These 3 miniatures were directly influenced by my experience of observing my daughter growing up from her very first day to six months old. Also with a piano duo piece I automatically associate lots of splashing notes, much pedalling, a fast tempo, something rather loud (maybe), so I wanted to do absolutely the opposite. Although the maximum number of notes to be played at any one time by each hand is 2, yet the miniatures are in some sense virtuosic; the pedal usage is described and limited very precisely.
In the 1st miniature I try and imagine the world of a 2-day-old baby. I remember my daughter seemed to be very tired, after completing the huge journey of being born, then started to take in her new environment. She slept, but made some small sudden movements....then went back to sleep.... I thought what 2 pianos can do and 1 piano 4 hands can’t do, one of which is the pedal. When a chord is played with the sustaining pedal, you hear the resonance of the whole piano; but I thought it would be interesting to hear the staccato, rapid figurations which fly around the chord (without the pedal being pressed) while the other piano is quietly resonating with the use of the pedal.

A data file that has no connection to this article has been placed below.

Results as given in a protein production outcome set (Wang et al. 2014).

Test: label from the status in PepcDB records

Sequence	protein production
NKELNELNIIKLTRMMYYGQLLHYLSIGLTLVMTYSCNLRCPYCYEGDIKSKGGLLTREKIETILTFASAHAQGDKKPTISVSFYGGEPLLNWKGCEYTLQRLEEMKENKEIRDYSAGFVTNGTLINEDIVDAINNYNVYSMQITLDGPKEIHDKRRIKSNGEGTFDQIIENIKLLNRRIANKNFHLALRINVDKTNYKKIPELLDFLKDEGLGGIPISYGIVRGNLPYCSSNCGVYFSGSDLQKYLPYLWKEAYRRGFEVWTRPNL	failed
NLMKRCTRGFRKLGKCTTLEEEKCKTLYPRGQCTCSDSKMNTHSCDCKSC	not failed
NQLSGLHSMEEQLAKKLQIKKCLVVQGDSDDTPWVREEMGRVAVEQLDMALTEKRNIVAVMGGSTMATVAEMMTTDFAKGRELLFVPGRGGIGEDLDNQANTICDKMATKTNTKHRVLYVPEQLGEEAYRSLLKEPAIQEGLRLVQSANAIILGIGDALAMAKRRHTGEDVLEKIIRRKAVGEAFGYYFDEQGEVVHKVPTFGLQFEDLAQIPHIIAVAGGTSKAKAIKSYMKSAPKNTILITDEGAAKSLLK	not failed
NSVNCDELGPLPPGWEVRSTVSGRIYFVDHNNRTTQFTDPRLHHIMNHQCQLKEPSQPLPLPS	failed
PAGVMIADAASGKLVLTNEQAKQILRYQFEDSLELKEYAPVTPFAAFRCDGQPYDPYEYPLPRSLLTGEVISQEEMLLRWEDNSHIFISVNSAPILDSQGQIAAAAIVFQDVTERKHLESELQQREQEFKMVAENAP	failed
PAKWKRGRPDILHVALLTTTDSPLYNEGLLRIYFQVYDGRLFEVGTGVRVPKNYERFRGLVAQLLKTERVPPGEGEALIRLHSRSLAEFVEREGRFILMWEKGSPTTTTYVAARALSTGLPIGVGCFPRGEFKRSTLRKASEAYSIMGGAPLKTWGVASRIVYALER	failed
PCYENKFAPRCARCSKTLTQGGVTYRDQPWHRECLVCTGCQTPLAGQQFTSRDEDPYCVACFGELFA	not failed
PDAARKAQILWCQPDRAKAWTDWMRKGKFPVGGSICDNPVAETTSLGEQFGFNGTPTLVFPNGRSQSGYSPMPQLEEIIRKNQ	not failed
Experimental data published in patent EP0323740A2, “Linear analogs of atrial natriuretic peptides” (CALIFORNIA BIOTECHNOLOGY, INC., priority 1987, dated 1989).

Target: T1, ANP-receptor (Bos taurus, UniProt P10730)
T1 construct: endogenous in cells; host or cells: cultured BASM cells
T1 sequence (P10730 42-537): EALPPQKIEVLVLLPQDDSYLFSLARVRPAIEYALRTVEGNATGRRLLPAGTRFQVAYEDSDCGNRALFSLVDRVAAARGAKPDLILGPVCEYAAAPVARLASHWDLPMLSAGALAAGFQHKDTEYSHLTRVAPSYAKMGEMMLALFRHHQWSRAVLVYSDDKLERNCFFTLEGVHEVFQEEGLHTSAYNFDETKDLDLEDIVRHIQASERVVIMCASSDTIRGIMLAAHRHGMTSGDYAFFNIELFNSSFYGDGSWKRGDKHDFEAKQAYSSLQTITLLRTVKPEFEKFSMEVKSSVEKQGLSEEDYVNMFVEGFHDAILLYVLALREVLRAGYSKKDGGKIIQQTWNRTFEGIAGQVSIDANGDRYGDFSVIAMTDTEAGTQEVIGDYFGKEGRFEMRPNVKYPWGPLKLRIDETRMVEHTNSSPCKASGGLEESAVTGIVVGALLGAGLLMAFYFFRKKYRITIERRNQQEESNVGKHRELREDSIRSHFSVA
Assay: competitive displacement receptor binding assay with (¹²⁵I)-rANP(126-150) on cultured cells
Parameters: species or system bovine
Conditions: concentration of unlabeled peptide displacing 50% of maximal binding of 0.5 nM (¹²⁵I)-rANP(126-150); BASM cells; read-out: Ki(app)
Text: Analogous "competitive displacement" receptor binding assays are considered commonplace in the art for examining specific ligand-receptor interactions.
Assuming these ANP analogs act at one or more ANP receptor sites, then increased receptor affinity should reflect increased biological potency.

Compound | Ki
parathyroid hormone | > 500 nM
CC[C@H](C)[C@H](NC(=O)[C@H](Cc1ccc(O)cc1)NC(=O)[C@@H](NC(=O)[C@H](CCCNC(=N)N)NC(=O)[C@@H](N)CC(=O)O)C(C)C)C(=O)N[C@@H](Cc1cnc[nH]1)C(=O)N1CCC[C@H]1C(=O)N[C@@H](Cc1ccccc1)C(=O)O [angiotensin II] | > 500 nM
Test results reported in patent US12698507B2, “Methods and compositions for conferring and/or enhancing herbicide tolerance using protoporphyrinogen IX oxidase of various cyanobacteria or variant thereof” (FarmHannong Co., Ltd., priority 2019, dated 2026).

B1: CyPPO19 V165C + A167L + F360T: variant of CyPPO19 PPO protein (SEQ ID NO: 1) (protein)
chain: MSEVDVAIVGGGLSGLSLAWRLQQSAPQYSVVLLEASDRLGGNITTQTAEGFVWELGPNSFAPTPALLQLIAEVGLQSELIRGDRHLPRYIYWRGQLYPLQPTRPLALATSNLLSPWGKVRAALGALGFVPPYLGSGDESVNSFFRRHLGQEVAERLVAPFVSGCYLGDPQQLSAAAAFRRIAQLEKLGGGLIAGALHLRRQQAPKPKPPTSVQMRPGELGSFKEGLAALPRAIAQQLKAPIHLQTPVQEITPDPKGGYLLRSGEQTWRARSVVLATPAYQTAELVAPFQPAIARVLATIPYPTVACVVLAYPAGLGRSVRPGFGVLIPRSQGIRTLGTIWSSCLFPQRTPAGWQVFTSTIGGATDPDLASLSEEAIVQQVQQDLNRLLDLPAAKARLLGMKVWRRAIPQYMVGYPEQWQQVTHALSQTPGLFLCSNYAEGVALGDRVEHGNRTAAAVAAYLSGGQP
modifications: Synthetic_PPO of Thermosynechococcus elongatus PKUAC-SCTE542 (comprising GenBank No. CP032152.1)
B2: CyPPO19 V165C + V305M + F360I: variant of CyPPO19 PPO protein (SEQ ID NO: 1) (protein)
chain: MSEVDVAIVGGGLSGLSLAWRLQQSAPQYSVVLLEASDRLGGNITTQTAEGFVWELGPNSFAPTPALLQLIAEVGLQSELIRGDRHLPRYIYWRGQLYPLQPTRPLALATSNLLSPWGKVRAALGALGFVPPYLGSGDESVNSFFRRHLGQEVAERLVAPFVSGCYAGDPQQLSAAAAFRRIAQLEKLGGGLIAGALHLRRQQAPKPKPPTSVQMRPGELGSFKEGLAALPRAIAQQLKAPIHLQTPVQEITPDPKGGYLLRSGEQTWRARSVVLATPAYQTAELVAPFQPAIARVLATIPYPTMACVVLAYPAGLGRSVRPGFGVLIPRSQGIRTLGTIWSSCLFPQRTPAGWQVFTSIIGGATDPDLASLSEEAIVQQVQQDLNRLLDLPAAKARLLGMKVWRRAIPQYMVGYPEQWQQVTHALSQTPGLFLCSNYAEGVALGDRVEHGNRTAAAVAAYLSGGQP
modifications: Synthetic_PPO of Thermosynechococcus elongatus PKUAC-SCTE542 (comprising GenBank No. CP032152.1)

The 2nd miniature represents something I am now observing in my baby. She is 6 months old today as I write this. She is active with her arms and legs and facial expression – often making sudden movements, but not yet able to walk or run. This 2nd miniature is almost totally played without pedal; in most of the section, left hand and right hand move together, creating counterpoints between the 2 players, sometimes with very wide vertical intervals – which again is something which cannot be played by only 1 player nor 1 piano, without pedal.
The 3rd miniature is what I imagine my daughter will be like in 1 year's time - running around my tiny flat. This music is wild footsteps, coming in and out of my sight, from all directions, sometimes with a thundering tread.
Dai Fujikura (edited by Miranda Jackson)